After I posted the Argument From Evolution, some discussion ensued. Most comments offered that if one denies the concept of original sin, one need not accept the argument. This suggestion has a problem however. How would a Christian reject original sin, especially given Romans 5:12-21 (i.e. “sin came into the world through one man”) and 1 Corinthians 15:45? It isn’t enough to say that sin entered the world at some point since that begs the question. I agree, however, that if one wants to defeat the argument, P1 should be the target. Let’s revisit the argument.
P1 If evolution is true, there was no original sinner.
P2 Evolution is true.
P3/C1 Therefore, there was no original sinner.
P4 If there was no original sinner, there was no original sin.
P5 There was no original sinner.
P6/C2 Therefore, there was no original sin.
P7 If there was no original sin, there was no continuing sin.
P8 There was no original sin.
P9/C3 Therefore, there was no continuing sin.
P10 If there was no continuing sin, there was no reason for Christ to die.
P11 There was no continuing sin.
C Therefore, there was no reason for Christ to die.
What feature of evolution disqualifies the notion of an original or first sinner? It may seem enough to state that populations and not individuals evolve. This is what Dawkins illustrates. However, like the difference between semantic and methodological instrumentalism in the philosophy of science1, there’s a difference between semantic evolution and actual evolution. Richard Dawkins’ illustration is a semantic presentation and gives us the gist of evolution; it doesn’t, however, give us the details or actual evolution. That’s all well and good, but if intended to serve as support for the Argument from Evolution, the presentation isn’t enough.
Of the contentions raised, perhaps the most interesting was raised by A.J. Doherty over at icrappoetry. We had extended discussions in private centering around the argument. He isn’t a creationist or an ID advocate, so he didn’t approach the argument with any pretenses of challenging P2 of the argument. He went after P1. He pointed out that Dawkins’ illustration is challenged by predicate vagueness. One would show this by using a sorites paradox.2 In brief, it looks as follows:
P1 One grain of sand doesn’t form a dune.
P2 If one grain of sand doesn’t form a dune then two grains don’t.
P3 If two grains don’t form a dune then three grains don’t.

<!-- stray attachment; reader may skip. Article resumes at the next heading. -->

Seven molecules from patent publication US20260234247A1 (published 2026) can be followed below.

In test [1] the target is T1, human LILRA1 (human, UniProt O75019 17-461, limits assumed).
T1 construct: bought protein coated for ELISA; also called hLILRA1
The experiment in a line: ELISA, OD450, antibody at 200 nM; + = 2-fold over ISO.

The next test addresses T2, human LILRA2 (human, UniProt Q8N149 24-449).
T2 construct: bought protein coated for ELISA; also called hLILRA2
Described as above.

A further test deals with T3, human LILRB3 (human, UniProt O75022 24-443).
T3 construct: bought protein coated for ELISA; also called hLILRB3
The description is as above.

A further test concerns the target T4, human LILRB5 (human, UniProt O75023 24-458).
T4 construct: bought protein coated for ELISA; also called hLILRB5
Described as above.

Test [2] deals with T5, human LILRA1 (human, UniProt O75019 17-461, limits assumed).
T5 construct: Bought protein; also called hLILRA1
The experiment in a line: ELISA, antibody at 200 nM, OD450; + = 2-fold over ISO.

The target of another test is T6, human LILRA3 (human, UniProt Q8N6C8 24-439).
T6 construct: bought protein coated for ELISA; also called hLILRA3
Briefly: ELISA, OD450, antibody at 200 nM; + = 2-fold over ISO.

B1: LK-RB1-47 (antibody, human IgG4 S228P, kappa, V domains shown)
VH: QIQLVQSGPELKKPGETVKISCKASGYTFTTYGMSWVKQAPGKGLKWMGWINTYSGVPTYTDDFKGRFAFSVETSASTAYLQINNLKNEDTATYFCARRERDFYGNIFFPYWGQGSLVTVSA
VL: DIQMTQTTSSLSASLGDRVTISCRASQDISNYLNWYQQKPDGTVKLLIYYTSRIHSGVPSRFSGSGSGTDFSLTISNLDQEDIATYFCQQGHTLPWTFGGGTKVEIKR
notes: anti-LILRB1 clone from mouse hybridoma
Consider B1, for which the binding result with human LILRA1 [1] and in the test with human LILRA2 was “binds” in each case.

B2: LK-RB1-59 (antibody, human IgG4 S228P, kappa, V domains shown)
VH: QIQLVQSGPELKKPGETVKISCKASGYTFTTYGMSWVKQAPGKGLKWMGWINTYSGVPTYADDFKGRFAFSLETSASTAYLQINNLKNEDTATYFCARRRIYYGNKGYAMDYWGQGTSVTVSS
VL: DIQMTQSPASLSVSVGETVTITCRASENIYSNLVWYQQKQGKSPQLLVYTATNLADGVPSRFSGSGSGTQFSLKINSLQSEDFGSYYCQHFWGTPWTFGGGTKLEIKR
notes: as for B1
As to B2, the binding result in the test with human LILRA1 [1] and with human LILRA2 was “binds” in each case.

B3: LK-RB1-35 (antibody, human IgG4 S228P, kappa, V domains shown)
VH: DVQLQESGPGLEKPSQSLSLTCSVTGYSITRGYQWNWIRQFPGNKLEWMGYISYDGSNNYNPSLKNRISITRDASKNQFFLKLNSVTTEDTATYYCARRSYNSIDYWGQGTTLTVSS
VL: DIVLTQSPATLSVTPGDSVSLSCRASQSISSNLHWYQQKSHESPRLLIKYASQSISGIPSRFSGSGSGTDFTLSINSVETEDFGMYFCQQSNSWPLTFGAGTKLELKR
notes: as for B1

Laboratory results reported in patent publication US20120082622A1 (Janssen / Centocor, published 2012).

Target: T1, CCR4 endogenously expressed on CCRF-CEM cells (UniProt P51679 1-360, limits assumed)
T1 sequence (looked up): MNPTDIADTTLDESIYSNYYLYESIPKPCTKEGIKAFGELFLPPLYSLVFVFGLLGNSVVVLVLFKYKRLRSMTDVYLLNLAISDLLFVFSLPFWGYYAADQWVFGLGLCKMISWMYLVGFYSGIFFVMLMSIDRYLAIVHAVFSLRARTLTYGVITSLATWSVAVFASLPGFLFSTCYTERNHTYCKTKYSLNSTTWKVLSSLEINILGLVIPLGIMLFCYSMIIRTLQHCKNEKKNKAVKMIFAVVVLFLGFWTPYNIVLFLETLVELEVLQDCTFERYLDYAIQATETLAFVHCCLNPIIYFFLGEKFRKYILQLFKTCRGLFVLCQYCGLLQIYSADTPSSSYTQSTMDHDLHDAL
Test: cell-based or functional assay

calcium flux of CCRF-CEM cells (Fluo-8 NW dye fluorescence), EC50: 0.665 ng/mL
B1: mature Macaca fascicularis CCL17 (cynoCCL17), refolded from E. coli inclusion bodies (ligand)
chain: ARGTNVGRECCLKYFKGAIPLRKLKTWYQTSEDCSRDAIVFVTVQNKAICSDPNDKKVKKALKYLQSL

Pu If 7,000,000,000 grains don’t form a dune then an infinite amount of grains don’t. (u means undefined since no one knows how many premises were necessary to arrive at that conclusion).
This is a variation of the heap. It’s to be noted that one grain can make the difference between a dune and a non-dune. Therefore, we could see this as a line between a dune and non-dune. If we accept this logic, then there’s some difference between a sinner and a non-sinner; in other words, there’s a line dividing sinner from non-sinner. As A.J. offered, for this claim to be approximately true, it doesn’t matter what the species of the sinner was. Given evolution, this species was related to humans; thus, it need not be a homo sapien. I would contend that given what the Bible says, this isn’t theologically sound; however, I’ll set that issue aside. The issue is that predicate vagueness addresses semantics. If anything, it calls into question our use of language. It doesn’t call actual cases into question since we generally agree we know a dune when we see one. This may seem like splitting hairs, but the contention is worth fielding.
Predicate vagueness no doubt works against semantic evolution. Dawkins’ illustration presents a smooth continuum flowing from one ancestor to the next. Actual evolution, when the details are considered, doesn’t work this way. There are three things to consider: anatomy, structure, and function. For the sake of brevity, I’ll simply agree that evolution implies anatomical and structural similarity from one ancestor to the next (e.g. if homo antercessor was the most recent ancestor of homo sapien, it was anatomically similar to homo sapien). What it doesn’t imply is functional similarity and since we’re talking of a first sinner—in other words, of an individual who knew right from wrong, felt guilt after doing wrong, and was thus, liable for his/her actions—the structure we should focus on is the brain.